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Dartmouth-Hitchcock Medical Center named John Kacavas, United States Attorney for the District of New Hampshire, as its chief legal officer and general counsel, media relations manager Mike Barwell said. Kacavas will begin his position next week on April 20.
Based on faculty turnover and changing student enrollments by department, the College hired 24 new faculty members in the arts and sciences this academic year, associate dean of faculty for the sciences and computer science professor David Kotz said. In addition, Thayer School of Engineering hired one new professor and Tuck School of Business hired five.
The Wellness at Dartmouth office has launched its second annual “Move It Challenge” for faculty and staff this week with a series of kick-off walks for community members. The eight-week event, which takes places from April 6 to May 31, encourages participants to log at least 37,500 steps per week to promote personal health, director of health promotion and wellness Melissa Miner wrote in an email interview.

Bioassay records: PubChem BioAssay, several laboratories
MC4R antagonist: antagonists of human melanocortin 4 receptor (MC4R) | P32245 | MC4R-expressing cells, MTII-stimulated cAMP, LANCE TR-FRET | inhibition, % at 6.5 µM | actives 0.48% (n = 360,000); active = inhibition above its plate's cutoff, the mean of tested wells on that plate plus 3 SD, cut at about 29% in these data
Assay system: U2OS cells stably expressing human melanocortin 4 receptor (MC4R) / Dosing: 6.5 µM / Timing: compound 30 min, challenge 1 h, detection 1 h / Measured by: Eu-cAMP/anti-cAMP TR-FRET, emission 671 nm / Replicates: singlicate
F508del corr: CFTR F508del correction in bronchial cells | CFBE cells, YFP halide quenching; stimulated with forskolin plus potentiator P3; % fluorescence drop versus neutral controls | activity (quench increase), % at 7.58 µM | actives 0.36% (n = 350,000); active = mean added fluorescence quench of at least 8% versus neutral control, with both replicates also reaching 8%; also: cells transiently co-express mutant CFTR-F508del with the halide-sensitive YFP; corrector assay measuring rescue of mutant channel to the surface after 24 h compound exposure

Dartmouth-Hitchcock Medical Center’s Board of Trustees elected DHMC physician and Geisel School of Medicine professor Brooke Herndon, executive vice president and chief medical officer of CVS Health Troyen Brennan and Upper Valley resident Charles Plimpton, who recently retired after a career in investment banking that specialized in the non-profit sector of the health care industry, as new trustees to help guide the hospital in its transition from a pay-for-service model to a more value-based system, Board chairman Robert Oden said.